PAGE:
ecs_log_group = "/aws/ecs/${var.project_id}-${var.env}"
  # Retention in days
  ecs_log_retention = 1

data "template_file" "task_def_generated" {
  template = "${file("./task-definitions/service.json.tpl")}"
  vars = {
    env                 = var.env
    port                = local.target_port
    name                = local.ecs_container_name
    cpu                 = local.ecs_cpu
    memory              = local.ecs_memory
    aws_region          = var.aws_region
    ecs_execution_role  = module.ecs_roles.ecs_execution_role_arn
    launch_type         = local.ecs_launch_type
    network_mode        = local.ecs_network_mode

# Create a static version of task definition for CI/CD
resource "local_file" "output_task_def" {
  content         = data.template_file.task_def_generated.rendered
  file_permission = "644"
  filename        = "./task-definitions/service.latest.json"

resource "aws_ecs_task_definition" "nextjs" {
  family                   = "task-definition-node"
  execution_role_arn       = module.ecs_roles.ecs_execution_role_arn
  task_role_arn            = module.ecs_roles.ecs_task_role_arn

  requires_compatibilities = [local.ecs_launch_type]
  network_mode             = local.ecs_network_mode
  cpu                      = local.ecs_cpu
  memory                   = local.ecs_memory
  container_definitions    = jsonencode(

You should also see service.latest.json created within the infra/task-definitions , this will be used later in our CI/CD as a static configuration template where we update the container definition with our new container image.

5. Add the AWS ECS Service

finally, we create a service which our tasks will run in. As you can see, it’ll contain details like the cluster, desired count, launch type, load balancer and network configuration and so forth.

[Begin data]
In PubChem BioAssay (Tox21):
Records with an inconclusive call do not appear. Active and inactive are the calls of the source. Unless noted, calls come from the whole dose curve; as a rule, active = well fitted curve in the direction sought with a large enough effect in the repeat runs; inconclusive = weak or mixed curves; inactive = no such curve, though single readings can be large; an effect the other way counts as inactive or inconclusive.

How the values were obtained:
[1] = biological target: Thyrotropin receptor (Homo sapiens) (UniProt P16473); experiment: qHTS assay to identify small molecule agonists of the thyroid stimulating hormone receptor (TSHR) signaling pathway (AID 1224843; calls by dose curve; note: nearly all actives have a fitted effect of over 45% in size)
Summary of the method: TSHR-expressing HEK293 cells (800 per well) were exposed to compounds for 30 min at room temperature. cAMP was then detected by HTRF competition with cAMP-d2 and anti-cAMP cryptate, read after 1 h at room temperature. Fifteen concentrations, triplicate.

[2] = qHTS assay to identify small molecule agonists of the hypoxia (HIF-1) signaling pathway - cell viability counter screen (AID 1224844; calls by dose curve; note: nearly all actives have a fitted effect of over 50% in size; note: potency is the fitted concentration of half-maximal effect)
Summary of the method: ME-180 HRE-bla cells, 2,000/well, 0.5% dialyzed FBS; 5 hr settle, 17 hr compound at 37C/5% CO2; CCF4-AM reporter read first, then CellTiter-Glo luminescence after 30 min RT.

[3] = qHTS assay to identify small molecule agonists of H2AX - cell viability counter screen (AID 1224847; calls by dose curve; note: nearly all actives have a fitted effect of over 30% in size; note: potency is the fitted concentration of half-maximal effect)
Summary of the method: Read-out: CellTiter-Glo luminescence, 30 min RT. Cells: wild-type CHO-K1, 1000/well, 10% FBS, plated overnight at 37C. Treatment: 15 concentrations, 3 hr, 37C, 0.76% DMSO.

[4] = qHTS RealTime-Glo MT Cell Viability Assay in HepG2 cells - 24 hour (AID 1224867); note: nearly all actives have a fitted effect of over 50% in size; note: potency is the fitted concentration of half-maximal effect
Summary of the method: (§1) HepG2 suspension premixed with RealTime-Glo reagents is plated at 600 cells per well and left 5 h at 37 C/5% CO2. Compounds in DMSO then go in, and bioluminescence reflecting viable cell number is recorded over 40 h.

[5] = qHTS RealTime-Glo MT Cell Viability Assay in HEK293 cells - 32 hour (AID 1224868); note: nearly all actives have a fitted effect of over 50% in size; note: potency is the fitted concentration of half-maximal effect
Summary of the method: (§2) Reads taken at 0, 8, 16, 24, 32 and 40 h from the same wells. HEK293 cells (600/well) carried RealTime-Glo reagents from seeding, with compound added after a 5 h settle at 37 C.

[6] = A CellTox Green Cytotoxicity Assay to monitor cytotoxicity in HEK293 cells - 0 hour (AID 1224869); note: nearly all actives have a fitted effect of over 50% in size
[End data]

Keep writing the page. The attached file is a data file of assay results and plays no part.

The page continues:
Be mindful that your launch type in container definition must match the one defined here.


resource "aws_ecs_service" "web_ecs_service" {
  name            = "web-service-${var.project_id}-${var.env}"
  cluster         =
  task_definition = aws_ecs_task_definition.nextjs.arn
  desired_count   = local.ecs_desired_count
  launch_type = local.ecs_launch_type 

  load_balancer {
    target_group_arn =
    container_name   = local.ecs_container_name
    container_port   = local.target_port 

  network_configuration {
    subnets         = module.networking.private_subnets[*].id
    security_groups = []

  tags = {
    Name = "web-service-${var.project_id}-${var.env}"

  depends_on = [,

6. Add logging group

resource "aws_cloudwatch_log_group" "ecs" {
  name = local.ecs_log_group
  # This can be changed
  retention_in_days = local.ecs_log_retention

7. Create execution and task role

Here we are creating our execution role and task roles.

💡 Remember the distinction between the two:
  • Execution role - For running your service (ie permission to pull images, logging)
  • Task role - For running your tasks (ie permission to access DynamoDB or S3)

In our setup, we only have execution role but we can extend it to allow our tasks permissions to access other AWS services later.


## Execution role and task roles
module "ecs_roles" {
  source                    = ""
  create_ecs_execution_role = true
  create_ecs_task_role      = true

  # Extend baseline policy statements (ignore for now)
  ecs_execution_policies_extension = {}

Here are the permission we are using for the execution role - AmazonECSTaskExecutionRolePolicy:

  "Version": "2012-10-17",
  "Statement": [
      "Effect": "Allow",
      "Action": [
      "Resource": "*"

8. Apply the infrastructure

export AWS_ACCESS_KEY_ID=<your-key>
export AWS_SECRET_ACCESS_KEY=<your-secret>
export AWS_DEFAULT_REGION=us-east-1

terraform init
terraform plan
terraform apply -auto-approve
⚠️ Note: Remember to run terraform destroy -auto-approve after you are done with the module. Unless you wish to keep the infrastructure for personal use.

If you’d like a reference of the result, it should be available at building-with-aws-ecs-part-3.


That’s it, good job on making through it! We just went through the process of creating all the components we needed for our AWS ECS infrastructure.

In the next module, we will start wiring up the github actions to see the CI/CD in actions. So, when we make a change, it’ll build and deploy our new application!